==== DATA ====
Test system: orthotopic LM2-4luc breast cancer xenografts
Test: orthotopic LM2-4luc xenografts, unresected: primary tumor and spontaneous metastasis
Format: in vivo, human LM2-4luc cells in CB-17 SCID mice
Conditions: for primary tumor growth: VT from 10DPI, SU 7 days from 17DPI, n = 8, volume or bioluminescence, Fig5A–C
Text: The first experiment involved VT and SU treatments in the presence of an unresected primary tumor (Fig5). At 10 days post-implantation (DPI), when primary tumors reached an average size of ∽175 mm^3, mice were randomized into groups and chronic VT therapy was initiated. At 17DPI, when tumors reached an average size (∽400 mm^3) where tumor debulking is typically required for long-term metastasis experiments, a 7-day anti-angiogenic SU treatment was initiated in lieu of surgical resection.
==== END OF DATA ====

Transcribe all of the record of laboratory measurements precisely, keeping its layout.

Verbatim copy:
Test system: orthotopic LM2-4luc breast cancer xenografts
Test: orthotopic LM2-4luc xenografts, unresected: primary tumor and spontaneous metastasis
Format: in vivo, human LM2-4luc cells in CB-17 SCID mice
Conditions: for primary tumor growth: VT from 10DPI, SU 7 days from 17DPI, n = 8, volume or bioluminescence, Fig5A–C
Text: The first experiment involved VT and SU treatments in the presence of an unresected primary tumor (Fig5). At 10 days post-implantation (DPI), when primary tumors reached an average size of ∽175 mm^3, mice were randomized into groups and chronic VT therapy was initiated. At 17DPI, when tumors reached an average size (∽400 mm^3) where tumor debulking is typically required for long-term metastasis experiments, a 7-day anti-angiogenic SU treatment was initiated in lieu of surgical resection.